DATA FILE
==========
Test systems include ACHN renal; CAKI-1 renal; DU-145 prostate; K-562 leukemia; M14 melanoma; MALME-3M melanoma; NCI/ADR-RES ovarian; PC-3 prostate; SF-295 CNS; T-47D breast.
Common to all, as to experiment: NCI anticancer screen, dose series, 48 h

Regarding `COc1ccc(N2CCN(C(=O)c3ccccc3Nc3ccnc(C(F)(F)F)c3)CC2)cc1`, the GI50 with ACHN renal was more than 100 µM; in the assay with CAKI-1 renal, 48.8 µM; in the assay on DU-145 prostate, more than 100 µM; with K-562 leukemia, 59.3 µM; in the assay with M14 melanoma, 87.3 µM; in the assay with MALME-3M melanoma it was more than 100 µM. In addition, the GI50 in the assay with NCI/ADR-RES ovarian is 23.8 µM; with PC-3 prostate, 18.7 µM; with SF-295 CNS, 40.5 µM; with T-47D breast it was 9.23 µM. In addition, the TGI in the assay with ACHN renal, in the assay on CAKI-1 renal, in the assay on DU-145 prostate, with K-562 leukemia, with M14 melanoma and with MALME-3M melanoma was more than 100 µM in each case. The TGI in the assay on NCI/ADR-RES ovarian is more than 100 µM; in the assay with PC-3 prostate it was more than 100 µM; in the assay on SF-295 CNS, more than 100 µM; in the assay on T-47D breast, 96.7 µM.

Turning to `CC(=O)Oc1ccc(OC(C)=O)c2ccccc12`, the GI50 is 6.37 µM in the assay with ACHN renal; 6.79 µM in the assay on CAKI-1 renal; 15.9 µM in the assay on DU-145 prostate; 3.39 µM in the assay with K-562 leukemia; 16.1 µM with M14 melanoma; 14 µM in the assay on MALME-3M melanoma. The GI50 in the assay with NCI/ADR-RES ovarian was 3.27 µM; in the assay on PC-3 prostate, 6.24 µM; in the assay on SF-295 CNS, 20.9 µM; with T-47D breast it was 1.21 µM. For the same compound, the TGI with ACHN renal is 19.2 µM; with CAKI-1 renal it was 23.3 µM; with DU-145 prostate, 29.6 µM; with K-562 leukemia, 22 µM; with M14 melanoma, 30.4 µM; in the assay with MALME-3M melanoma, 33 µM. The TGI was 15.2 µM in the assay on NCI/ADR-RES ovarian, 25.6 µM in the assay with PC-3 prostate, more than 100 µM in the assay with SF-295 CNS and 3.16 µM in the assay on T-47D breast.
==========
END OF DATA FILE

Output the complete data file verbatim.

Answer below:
Test systems include ACHN renal; CAKI-1 renal; DU-145 prostate; K-562 leukemia; M14 melanoma; MALME-3M melanoma; NCI/ADR-RES ovarian; PC-3 prostate; SF-295 CNS; T-47D breast.
Common to all, as to experiment: NCI anticancer screen, dose series, 48 h

Regarding `COc1ccc(N2CCN(C(=O)c3ccccc3Nc3ccnc(C(F)(F)F)c3)CC2)cc1`, the GI50 with ACHN renal was more than 100 µM; in the assay with CAKI-1 renal, 48.8 µM; in the assay on DU-145 prostate, more than 100 µM; with K-562 leukemia, 59.3 µM; in the assay with M14 melanoma, 87.3 µM; in the assay with MALME-3M melanoma it was more than 100 µM. In addition, the GI50 in the assay with NCI/ADR-RES ovarian is 23.8 µM; with PC-3 prostate, 18.7 µM; with SF-295 CNS, 40.5 µM; with T-47D breast it was 9.23 µM. In addition, the TGI in the assay with ACHN renal, in the assay on CAKI-1 renal, in the assay on DU-145 prostate, with K-562 leukemia, with M14 melanoma and with MALME-3M melanoma was more than 100 µM in each case. The TGI in the assay on NCI/ADR-RES ovarian is more than 100 µM; in the assay with PC-3 prostate it was more than 100 µM; in the assay on SF-295 CNS, more than 100 µM; in the assay on T-47D breast, 96.7 µM.

Turning to `CC(=O)Oc1ccc(OC(C)=O)c2ccccc12`, the GI50 is 6.37 µM in the assay with ACHN renal; 6.79 µM in the assay on CAKI-1 renal; 15.9 µM in the assay on DU-145 prostate; 3.39 µM in the assay with K-562 leukemia; 16.1 µM with M14 melanoma; 14 µM in the assay on MALME-3M melanoma. The GI50 in the assay with NCI/ADR-RES ovarian was 3.27 µM; in the assay on PC-3 prostate, 6.24 µM; in the assay on SF-295 CNS, 20.9 µM; with T-47D breast it was 1.21 µM. For the same compound, the TGI with ACHN renal is 19.2 µM; with CAKI-1 renal it was 23.3 µM; with DU-145 prostate, 29.6 µM; with K-562 leukemia, 22 µM; with M14 melanoma, 30.4 µM; in the assay with MALME-3M melanoma, 33 µM. The TGI was 15.2 µM in the assay on NCI/ADR-RES ovarian, 25.6 µM in the assay with PC-3 prostate, more than 100 µM in the assay with SF-295 CNS and 3.16 µM in the assay on T-47D breast.